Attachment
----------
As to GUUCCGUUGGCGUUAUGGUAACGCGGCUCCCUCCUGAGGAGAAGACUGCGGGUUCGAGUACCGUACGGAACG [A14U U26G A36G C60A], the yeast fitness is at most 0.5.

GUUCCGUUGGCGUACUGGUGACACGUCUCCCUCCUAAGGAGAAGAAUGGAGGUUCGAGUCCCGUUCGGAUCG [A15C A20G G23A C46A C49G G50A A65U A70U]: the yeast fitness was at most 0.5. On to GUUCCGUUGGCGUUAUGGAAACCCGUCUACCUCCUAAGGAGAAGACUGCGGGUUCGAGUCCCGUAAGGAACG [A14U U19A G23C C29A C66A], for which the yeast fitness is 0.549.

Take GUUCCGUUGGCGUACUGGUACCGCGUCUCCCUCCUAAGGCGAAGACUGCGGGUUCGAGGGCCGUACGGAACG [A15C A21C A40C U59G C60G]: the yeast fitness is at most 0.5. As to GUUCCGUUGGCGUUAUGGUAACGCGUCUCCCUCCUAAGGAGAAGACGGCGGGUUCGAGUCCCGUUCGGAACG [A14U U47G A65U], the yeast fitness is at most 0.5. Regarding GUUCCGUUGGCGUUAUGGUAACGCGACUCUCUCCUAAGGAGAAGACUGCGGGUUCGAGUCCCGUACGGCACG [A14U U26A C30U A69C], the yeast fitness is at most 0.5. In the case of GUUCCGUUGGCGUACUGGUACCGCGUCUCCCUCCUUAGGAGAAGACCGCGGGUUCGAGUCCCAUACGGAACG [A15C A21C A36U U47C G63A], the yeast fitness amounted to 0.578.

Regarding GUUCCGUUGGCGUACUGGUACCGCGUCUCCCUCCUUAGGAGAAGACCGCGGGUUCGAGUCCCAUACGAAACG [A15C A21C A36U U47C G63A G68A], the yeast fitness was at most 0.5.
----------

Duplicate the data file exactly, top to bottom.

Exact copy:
As to GUUCCGUUGGCGUUAUGGUAACGCGGCUCCCUCCUGAGGAGAAGACUGCGGGUUCGAGUACCGUACGGAACG [A14U U26G A36G C60A], the yeast fitness is at most 0.5.

GUUCCGUUGGCGUACUGGUGACACGUCUCCCUCCUAAGGAGAAGAAUGGAGGUUCGAGUCCCGUUCGGAUCG [A15C A20G G23A C46A C49G G50A A65U A70U]: the yeast fitness was at most 0.5. On to GUUCCGUUGGCGUUAUGGAAACCCGUCUACCUCCUAAGGAGAAGACUGCGGGUUCGAGUCCCGUAAGGAACG [A14U U19A G23C C29A C66A], for which the yeast fitness is 0.549.

Take GUUCCGUUGGCGUACUGGUACCGCGUCUCCCUCCUAAGGCGAAGACUGCGGGUUCGAGGGCCGUACGGAACG [A15C A21C A40C U59G C60G]: the yeast fitness is at most 0.5. As to GUUCCGUUGGCGUUAUGGUAACGCGUCUCCCUCCUAAGGAGAAGACGGCGGGUUCGAGUCCCGUUCGGAACG [A14U U47G A65U], the yeast fitness is at most 0.5. Regarding GUUCCGUUGGCGUUAUGGUAACGCGACUCUCUCCUAAGGAGAAGACUGCGGGUUCGAGUCCCGUACGGCACG [A14U U26A C30U A69C], the yeast fitness is at most 0.5. In the case of GUUCCGUUGGCGUACUGGUACCGCGUCUCCCUCCUUAGGAGAAGACCGCGGGUUCGAGUCCCAUACGGAACG [A15C A21C A36U U47C G63A], the yeast fitness amounted to 0.578.

Regarding GUUCCGUUGGCGUACUGGUACCGCGUCUCCCUCCUUAGGAGAAGACCGCGGGUUCGAGUCCCAUACGAAACG [A15C A21C A36U U47C G63A G68A], the yeast fitness was at most 0.5.